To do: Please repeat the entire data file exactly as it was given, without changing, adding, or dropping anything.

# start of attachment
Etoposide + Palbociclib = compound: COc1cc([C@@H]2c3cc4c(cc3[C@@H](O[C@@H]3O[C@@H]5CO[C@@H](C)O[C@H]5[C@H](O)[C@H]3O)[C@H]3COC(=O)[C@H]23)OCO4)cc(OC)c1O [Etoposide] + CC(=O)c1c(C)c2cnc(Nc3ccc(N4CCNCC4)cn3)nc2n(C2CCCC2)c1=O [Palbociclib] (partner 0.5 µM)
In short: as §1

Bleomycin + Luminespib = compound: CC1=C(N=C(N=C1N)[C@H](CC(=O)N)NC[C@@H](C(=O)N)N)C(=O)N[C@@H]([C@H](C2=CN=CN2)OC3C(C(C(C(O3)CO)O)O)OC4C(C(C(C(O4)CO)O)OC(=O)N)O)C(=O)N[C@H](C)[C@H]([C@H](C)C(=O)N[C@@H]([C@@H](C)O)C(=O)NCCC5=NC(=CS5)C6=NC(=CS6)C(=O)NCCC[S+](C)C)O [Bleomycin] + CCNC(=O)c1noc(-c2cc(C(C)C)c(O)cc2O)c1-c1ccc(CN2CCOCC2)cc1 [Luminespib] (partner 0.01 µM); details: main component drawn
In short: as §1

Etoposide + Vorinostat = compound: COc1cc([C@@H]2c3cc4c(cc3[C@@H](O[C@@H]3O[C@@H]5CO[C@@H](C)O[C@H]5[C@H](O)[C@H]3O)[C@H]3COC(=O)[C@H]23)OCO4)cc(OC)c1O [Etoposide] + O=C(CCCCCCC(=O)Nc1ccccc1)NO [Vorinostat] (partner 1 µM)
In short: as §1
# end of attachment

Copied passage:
Etoposide + Palbociclib = compound: COc1cc([C@@H]2c3cc4c(cc3[C@@H](O[C@@H]3O[C@@H]5CO[C@@H](C)O[C@H]5[C@H](O)[C@H]3O)[C@H]3COC(=O)[C@H]23)OCO4)cc(OC)c1O [Etoposide] + CC(=O)c1c(C)c2cnc(Nc3ccc(N4CCNCC4)cn3)nc2n(C2CCCC2)c1=O [Palbociclib] (partner 0.5 µM)
In short: as §1

Bleomycin + Luminespib = compound: CC1=C(N=C(N=C1N)[C@H](CC(=O)N)NC[C@@H](C(=O)N)N)C(=O)N[C@@H]([C@H](C2=CN=CN2)OC3C(C(C(C(O3)CO)O)O)OC4C(C(C(C(O4)CO)O)OC(=O)N)O)C(=O)N[C@H](C)[C@H]([C@H](C)C(=O)N[C@@H]([C@@H](C)O)C(=O)NCCC5=NC(=CS5)C6=NC(=CS6)C(=O)NCCC[S+](C)C)O [Bleomycin] + CCNC(=O)c1noc(-c2cc(C(C)C)c(O)cc2O)c1-c1ccc(CN2CCOCC2)cc1 [Luminespib] (partner 0.01 µM); details: main component drawn
In short: as §1

Etoposide + Vorinostat = compound: COc1cc([C@@H]2c3cc4c(cc3[C@@H](O[C@@H]3O[C@@H]5CO[C@@H](C)O[C@H]5[C@H](O)[C@H]3O)[C@H]3COC(=O)[C@H]23)OCO4)cc(OC)c1O [Etoposide] + O=C(CCCCCCC(=O)Nc1ccccc1)NO [Vorinostat] (partner 1 µM)
In short: as §1